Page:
Materials and methods

Collection of water samples

Cross-sectional surveys of domestic drinking water were conducted in Port-au-Prince and Cap Haïtien in October 2010 and January 2011, respectively. This study was therefore conducted after the earthquake in January 2010. In Port-au-Prince, water sampling was performed in the districts of Pétion Ville (No. 1; 2), Delmas (No. 3), Carrefour (No. 4) and Tabarre (No. 5–12). Regarding Cap Haïtien, water sampling was performed in the municipalities of Petite Anse (No. 13, 14) and Bande du Nord (No. 15, 16), (Table 1). To minimize cross-contamination in the field, new water sampling equipment (bucket, tumbler and funnel) was used at each site. A sample of at least 100 L of water was collected and immediately filtered using a polyethersulphone capsule (Environchek®, Pall Gelman, Saint Germain en Laye, France). Capsules were stored at 4 °C until the elution step.

Table 1.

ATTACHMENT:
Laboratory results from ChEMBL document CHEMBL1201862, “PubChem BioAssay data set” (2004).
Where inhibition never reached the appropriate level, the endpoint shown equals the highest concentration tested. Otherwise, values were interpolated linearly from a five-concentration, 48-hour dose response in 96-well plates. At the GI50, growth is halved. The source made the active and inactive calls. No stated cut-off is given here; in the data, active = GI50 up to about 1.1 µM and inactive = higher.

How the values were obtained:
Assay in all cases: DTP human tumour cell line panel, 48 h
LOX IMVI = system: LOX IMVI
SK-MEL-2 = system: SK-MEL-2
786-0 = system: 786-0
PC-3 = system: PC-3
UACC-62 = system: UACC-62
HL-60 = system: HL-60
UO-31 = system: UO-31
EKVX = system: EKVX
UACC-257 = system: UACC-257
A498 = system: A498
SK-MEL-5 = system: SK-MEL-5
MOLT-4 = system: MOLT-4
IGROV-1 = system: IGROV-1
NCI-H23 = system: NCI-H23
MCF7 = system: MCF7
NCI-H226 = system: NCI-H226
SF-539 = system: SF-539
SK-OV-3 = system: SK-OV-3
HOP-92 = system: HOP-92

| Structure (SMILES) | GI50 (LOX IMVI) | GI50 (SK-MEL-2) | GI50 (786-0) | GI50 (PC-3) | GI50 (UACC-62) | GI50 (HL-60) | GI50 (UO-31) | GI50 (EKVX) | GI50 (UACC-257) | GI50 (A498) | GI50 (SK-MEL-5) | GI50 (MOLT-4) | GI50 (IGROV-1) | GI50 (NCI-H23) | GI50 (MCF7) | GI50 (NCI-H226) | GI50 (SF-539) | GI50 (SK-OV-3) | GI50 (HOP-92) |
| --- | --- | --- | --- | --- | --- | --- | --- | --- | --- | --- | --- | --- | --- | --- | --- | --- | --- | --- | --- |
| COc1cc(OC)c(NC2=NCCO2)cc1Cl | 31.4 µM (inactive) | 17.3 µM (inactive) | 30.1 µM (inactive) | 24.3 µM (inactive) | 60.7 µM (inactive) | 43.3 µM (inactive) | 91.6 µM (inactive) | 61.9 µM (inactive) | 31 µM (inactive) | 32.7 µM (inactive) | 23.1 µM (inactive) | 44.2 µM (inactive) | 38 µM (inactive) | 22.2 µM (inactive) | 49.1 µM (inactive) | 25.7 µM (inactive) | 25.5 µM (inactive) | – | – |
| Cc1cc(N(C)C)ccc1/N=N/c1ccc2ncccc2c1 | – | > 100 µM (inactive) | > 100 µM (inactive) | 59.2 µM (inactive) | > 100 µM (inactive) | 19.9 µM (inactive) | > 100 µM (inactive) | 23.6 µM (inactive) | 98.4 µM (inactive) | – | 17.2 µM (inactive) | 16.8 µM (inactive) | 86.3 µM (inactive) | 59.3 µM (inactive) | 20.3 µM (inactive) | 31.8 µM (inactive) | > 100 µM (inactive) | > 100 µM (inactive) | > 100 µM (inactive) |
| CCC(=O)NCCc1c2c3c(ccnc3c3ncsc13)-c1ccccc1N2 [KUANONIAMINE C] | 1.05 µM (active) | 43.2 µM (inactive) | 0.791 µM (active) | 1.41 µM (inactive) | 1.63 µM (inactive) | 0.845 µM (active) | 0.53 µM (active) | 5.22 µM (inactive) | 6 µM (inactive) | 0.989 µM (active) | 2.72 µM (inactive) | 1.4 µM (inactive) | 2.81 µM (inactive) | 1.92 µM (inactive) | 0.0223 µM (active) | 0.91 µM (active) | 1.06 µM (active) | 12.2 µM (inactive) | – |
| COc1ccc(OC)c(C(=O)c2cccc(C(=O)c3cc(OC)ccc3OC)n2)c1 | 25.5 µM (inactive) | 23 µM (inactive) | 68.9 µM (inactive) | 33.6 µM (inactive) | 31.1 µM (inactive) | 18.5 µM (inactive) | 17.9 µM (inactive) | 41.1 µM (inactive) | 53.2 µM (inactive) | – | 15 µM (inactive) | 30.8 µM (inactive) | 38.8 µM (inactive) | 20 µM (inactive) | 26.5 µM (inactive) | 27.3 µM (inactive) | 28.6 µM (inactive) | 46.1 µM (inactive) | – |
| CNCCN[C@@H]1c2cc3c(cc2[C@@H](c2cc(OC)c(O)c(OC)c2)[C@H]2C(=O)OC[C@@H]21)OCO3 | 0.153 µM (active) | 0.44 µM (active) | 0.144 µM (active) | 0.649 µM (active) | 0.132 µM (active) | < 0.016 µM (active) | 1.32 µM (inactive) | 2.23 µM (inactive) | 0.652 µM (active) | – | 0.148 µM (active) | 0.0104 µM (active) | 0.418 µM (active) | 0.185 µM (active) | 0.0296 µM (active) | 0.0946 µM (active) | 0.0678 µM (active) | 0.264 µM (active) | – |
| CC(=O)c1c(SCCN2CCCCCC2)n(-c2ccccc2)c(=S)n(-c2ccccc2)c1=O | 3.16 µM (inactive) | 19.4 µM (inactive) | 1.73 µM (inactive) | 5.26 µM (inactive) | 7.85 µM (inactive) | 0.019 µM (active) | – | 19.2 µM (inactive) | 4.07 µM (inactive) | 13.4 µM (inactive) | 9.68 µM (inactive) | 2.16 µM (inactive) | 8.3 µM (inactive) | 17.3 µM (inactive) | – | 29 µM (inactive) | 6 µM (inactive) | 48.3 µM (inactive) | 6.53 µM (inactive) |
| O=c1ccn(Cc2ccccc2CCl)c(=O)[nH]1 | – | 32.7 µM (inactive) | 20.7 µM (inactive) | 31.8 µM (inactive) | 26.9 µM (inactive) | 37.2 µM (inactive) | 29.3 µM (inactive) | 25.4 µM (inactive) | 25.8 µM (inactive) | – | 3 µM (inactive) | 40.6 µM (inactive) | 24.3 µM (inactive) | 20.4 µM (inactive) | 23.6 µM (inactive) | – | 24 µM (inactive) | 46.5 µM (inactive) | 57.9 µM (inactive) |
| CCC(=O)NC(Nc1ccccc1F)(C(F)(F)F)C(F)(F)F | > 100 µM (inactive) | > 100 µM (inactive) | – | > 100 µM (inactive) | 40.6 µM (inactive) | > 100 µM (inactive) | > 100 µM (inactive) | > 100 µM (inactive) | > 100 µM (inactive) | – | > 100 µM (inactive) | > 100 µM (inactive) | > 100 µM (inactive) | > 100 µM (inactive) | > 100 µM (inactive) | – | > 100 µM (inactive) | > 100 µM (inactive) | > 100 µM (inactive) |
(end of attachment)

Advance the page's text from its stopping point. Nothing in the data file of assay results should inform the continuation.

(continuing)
Characteristics of water sampling sites in Port-au-Prince and Cap Haïtien and results of Cryptosporidium oocysts detection and molecular characterization.

Purification of Cryptosporidium oocysts

Capsules were processed according to the Association Française de Normalisation (AFNOR) standard operating procedures [2]. Briefly, capsule filters were rinsed with 240 ml of a detergent elution buffer (phosphate-buffered Saline, pH 7.4 with 0.1% (v/v) Tween 80). Specimens were concentrated by centrifugation at 2000g for 20 min. The final sediment was suspended in double-distilled water to a final volume of around 5 ml. Any Cryptosporidium oocysts present were then purified using immunomagnetic beads coated with anti-Cryptosporidium monoclonal antibody (Dynabeads®, Dynal, Oslo, Norway) according to the manufacturer’s instructions. Following the immunomagnetic separation (IMS) procedure [5], about 50 μl of suspension was obtained and used for immunofluorescence assay (IFA) and molecular analysis.

Detection and counting of Cryptosporidium oocysts